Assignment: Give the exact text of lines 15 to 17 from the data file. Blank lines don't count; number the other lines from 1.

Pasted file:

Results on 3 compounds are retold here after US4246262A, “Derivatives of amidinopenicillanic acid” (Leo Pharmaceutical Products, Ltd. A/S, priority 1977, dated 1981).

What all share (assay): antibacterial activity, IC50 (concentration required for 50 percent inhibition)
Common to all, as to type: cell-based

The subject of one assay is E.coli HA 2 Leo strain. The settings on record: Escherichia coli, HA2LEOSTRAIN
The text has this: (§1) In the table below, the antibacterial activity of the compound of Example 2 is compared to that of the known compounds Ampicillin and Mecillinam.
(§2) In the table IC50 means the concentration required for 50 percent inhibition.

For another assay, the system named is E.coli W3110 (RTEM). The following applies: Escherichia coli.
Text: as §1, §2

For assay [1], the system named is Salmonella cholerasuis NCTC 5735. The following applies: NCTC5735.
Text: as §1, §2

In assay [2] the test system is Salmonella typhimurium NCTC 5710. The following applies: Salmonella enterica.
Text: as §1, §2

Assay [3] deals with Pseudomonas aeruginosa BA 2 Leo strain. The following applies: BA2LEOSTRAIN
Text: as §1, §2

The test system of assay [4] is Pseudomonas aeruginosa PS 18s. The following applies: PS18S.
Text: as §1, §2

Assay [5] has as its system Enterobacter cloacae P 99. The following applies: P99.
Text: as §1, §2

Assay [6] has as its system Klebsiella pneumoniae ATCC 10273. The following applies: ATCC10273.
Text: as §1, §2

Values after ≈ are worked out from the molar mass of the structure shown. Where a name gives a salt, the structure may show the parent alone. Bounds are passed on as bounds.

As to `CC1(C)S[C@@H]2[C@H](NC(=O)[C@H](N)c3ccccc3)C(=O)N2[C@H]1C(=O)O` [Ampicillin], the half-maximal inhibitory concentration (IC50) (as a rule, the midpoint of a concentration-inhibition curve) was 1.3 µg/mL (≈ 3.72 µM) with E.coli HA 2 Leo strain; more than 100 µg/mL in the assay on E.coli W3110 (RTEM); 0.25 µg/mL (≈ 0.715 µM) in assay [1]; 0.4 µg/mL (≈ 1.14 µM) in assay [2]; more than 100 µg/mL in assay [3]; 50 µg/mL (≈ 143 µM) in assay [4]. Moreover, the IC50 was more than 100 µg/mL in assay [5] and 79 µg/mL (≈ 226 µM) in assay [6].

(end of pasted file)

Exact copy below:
The test system of assay [4] is Pseudomonas aeruginosa PS 18s. The following applies: PS18S.
Text: as §1, §2

Assay [5] has as its system Enterobacter cloacae P 99. The following applies: P99.